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Drug Alcohol Rev. 2019 May;38(4):428-434. doi: 10.1111/dar.12921. Epub 2019 Mar 21.

Homelessness and incarceration associated with relapse into stimulant and opioid use among youth who are street-involved in Vancouver, Canada.

Author information

1
B.C. Centre on Substance Use, Vancouver, Canada.
2
Department of Medicine, University of British Columbia, Vancouver, Canada.
3
School of Public Policy, Simon Fraser University, Vancouver, Canada.

Abstract

INTRODUCTION AND AIMS:

While much research has sought to identify the factors associated with initiation and cessation of various forms of drug use among vulnerable youth, little is known about relapse into drug use in this population. We sought to characterise relapse into stimulant and opioid use among street-involved youth in Vancouver, Canada.

DESIGN AND METHODS:

Data were collected between 2005 and 2017 from the At-Risk Youth Study, a prospective cohort study of street-involved youth who use illicit drugs in Vancouver. Multivariable extended Cox regression was utilised to identify factors associated with relapse into illegal stimulants and/or opioids among youth who had previously ceased using stimulants and/or opioids for 6 months or longer.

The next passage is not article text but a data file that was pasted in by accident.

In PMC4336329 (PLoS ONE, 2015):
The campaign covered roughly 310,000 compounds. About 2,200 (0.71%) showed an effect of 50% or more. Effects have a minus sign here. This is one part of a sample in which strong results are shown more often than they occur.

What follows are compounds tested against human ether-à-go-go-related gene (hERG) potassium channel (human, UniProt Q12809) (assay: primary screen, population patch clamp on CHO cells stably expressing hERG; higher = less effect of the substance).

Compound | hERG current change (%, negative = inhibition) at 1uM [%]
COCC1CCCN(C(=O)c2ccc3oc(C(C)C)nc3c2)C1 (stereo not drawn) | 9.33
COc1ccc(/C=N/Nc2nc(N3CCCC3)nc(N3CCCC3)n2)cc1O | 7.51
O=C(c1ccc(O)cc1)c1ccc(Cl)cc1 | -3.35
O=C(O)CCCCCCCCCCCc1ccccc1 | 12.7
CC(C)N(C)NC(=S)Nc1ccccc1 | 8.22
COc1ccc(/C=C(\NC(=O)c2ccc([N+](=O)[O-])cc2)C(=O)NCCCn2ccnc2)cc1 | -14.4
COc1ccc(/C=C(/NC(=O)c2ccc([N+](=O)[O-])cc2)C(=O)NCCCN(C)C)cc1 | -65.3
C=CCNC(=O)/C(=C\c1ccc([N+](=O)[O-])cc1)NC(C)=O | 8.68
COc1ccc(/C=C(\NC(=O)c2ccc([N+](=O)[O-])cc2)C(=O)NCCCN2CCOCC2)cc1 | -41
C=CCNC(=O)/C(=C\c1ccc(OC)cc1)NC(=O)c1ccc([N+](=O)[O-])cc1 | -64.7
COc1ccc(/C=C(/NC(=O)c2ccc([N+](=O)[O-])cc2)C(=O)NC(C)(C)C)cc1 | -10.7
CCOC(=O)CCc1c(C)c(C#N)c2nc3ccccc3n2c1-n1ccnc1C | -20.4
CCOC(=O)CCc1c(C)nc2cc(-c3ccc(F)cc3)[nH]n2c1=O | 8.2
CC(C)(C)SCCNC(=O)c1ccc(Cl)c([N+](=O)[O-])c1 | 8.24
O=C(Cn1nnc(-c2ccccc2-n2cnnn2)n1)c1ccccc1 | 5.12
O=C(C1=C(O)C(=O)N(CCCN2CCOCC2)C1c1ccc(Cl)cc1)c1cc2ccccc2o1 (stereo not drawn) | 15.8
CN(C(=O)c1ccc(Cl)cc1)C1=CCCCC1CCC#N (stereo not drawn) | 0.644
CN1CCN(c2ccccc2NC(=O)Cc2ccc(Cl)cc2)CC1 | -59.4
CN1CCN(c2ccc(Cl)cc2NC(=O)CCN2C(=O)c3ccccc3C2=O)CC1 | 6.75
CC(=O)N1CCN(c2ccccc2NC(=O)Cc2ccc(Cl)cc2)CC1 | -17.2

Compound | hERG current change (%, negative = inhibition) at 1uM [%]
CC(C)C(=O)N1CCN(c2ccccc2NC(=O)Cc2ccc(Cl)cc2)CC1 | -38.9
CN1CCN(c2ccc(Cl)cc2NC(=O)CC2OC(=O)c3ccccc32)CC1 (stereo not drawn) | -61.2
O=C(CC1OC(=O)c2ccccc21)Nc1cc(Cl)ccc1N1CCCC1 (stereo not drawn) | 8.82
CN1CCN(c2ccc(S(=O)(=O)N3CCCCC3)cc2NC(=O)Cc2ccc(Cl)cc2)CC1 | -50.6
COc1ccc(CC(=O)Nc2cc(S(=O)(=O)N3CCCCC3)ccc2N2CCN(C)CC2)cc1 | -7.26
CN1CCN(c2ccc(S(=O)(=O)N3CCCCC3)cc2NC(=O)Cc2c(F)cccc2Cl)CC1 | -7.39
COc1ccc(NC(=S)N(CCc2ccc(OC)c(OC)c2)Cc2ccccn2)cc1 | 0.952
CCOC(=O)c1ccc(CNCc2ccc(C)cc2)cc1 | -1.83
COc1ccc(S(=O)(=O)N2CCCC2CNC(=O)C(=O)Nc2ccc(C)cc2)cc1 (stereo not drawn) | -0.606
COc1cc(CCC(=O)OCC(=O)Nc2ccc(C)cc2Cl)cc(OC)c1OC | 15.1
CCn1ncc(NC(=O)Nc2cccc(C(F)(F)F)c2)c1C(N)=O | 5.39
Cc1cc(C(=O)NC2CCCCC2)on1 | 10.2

RESULTS:

Among 246 participants who reported a period of cessation lasting 6 months or longer, 165 (67.1%) relapsed at some point during study follow-up. Youth who were recently incarcerated (adjusted hazard ratio [AHR]: 1.46), homeless (AHR: 1.43), or had a history of daily stimulant use (AHR: 1.48) were significantly more likely to report relapse, while youth of who identified as white (AHR: 0.74) were significantly less likely to report relapse (all P < 0.05).

DISCUSSION AND CONCLUSIONS:

Relapse into stimulants and/or opioids was common among youth in our setting, and incarceration, homelessness, and daily stimulant use were found to be positively associated with relapse among youth. Findings suggest that increased access to youth housing supports and alternatives to the criminalisation of drug use may help to reduce the rates of relapse into stimulants and/or opioids in this population.

KEYWORDS:

homeless youth; recurrence; substance-related disorders

PMID:
30896070
PMCID:
PMC6508978
[Available on 2020-05-01]
DOI:
10.1111/dar.12921

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